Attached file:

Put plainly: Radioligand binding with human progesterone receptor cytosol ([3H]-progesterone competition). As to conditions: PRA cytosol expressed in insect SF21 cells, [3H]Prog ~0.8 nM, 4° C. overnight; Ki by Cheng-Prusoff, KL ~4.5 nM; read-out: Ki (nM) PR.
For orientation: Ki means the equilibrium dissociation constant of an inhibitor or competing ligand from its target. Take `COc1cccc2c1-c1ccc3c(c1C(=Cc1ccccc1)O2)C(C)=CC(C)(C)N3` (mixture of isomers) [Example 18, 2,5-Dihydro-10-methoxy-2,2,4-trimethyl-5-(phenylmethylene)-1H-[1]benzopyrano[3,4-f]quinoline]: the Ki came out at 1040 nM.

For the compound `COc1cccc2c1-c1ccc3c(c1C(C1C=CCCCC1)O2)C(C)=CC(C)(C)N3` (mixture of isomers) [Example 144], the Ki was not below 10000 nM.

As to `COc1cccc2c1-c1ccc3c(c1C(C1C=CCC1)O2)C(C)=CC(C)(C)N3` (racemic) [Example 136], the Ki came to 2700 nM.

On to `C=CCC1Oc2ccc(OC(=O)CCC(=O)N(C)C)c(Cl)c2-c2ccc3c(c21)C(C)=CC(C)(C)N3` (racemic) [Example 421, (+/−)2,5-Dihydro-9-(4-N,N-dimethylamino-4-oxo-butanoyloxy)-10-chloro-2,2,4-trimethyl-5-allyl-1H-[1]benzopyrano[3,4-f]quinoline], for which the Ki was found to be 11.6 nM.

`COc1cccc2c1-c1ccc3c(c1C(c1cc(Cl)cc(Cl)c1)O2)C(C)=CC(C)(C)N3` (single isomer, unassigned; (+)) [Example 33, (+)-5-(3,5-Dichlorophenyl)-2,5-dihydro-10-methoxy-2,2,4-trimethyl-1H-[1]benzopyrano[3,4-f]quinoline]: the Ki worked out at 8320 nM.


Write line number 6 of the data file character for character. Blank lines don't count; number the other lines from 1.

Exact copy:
`COc1cccc2c1-c1ccc3c(c1C(c1cc(Cl)cc(Cl)c1)O2)C(C)=CC(C)(C)N3` (single isomer, unassigned; (+)) [Example 33, (+)-5-(3,5-Dichlorophenyl)-2,5-dihydro-10-methoxy-2,2,4-trimethyl-1H-[1]benzopyrano[3,4-f]quinoline]: the Ki worked out at 8320 nM.